The legal structure of your business determines who pays. Partnerships and corporations that elect to be treated as S corporations pass their taxable income through to the partners or shareholders, who include their portion of the income on their own tax returns. A partner or shareholder can be either another business or an individual. The chart below summarizes who pays the tax for each type of entity.
Selecting an entity type for your business can affect the amount of tax you pay on your income. Corporate tax rates are higher than individual tax rates. In some cases, passing income from a Partnership or S Corporation through to your individual return will result in less tax paid on the income.
Figuring out your small business tax rate isn’t as easy as multiplying your net income or the cost of machinery by your tax rate. For example, your taxable income might be different from the net income of the business for a variety of reasons. Some businesses take advantage of special deductions, such as the Sec 179 deduction, which lets businesses deduct the total cost of a major purchase, like a vehicle or machinery, in the year of purchase. Others may have NOL (net operating loss) deductions carried forward from a prior year that reduce the amount of the current year’s taxable income.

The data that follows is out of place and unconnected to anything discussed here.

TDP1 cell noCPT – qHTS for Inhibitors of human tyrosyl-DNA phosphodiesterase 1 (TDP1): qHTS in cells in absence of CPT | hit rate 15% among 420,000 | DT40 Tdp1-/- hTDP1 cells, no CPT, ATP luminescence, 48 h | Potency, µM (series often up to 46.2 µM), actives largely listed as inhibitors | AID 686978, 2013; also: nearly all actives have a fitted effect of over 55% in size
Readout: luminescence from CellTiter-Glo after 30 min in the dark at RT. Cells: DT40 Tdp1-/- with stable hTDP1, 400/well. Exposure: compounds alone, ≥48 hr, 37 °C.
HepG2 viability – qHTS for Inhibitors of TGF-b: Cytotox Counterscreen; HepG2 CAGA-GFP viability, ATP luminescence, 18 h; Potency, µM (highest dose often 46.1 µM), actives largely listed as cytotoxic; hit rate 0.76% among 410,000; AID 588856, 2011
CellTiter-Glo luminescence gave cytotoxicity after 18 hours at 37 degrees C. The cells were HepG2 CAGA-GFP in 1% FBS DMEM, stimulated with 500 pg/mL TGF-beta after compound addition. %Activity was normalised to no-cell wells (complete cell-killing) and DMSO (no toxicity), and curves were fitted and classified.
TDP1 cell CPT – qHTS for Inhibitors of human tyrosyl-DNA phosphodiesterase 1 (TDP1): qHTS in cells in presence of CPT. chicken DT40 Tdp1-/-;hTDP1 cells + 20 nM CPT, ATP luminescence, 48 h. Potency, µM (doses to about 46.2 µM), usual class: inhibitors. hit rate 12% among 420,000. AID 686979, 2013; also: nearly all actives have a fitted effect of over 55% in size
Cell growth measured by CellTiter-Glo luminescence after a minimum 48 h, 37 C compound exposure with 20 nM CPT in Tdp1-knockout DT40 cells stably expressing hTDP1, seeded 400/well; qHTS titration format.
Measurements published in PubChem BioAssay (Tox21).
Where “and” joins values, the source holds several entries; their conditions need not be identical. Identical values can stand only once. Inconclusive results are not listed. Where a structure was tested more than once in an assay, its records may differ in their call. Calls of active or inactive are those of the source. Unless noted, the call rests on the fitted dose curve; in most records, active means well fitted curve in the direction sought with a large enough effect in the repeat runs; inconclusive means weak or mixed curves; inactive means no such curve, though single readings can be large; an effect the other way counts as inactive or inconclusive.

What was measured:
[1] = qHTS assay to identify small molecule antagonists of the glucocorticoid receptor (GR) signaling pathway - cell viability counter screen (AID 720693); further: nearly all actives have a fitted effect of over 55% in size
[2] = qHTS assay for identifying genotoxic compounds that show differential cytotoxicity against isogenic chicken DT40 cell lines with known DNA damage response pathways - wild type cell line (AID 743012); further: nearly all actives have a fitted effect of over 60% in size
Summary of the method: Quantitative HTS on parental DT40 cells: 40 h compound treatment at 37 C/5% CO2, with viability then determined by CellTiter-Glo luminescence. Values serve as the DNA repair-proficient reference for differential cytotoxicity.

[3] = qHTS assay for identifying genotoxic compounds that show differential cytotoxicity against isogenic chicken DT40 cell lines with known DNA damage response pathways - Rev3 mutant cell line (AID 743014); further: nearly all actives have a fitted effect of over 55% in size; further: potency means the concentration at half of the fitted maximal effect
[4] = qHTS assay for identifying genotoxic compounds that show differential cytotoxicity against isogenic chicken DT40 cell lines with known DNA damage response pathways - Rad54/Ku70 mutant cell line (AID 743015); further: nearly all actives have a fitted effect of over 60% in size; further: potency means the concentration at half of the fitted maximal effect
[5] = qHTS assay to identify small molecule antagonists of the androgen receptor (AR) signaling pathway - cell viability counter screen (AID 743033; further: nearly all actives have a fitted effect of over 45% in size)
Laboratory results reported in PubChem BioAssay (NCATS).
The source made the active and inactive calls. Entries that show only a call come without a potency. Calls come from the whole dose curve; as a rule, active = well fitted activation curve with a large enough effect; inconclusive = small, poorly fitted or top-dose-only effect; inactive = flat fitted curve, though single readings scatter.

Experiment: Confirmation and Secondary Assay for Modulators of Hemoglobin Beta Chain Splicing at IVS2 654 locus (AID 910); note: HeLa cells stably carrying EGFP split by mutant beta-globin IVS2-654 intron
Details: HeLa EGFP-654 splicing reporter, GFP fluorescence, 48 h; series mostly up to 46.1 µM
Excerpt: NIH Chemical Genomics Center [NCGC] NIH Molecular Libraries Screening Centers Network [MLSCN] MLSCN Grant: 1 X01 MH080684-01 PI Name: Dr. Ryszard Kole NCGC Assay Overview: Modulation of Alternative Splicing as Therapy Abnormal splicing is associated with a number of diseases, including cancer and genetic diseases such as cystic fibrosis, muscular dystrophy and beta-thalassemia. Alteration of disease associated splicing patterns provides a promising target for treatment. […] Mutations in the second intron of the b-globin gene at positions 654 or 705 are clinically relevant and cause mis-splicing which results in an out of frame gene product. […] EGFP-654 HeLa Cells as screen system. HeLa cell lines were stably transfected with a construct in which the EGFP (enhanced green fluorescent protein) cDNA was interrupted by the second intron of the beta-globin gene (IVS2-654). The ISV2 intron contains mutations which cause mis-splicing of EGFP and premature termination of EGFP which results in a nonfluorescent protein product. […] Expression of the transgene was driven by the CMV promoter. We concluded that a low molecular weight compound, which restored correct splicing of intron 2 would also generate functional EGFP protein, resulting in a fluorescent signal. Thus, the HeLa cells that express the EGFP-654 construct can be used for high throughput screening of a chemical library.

Your business could also be eligible for some of the many credits that can reduce the amount of tax you pay and your effective tax rate. While your marginal small business tax rate is based on your tax bracket and the rates set forth by the IRS, your effective small business tax rate is essentially the total tax paid divided by your taxable income. This is why two businesses with the same net income for a year could pay different amounts of federal income tax.
Because the tax code is so complicated, it is wise to work with a qualified tax professional, like a CPA, enrolled agent, or tax attorney. Their expertise can help you understand the types of taxes your business is responsible for and make sure you are paying the correct amount.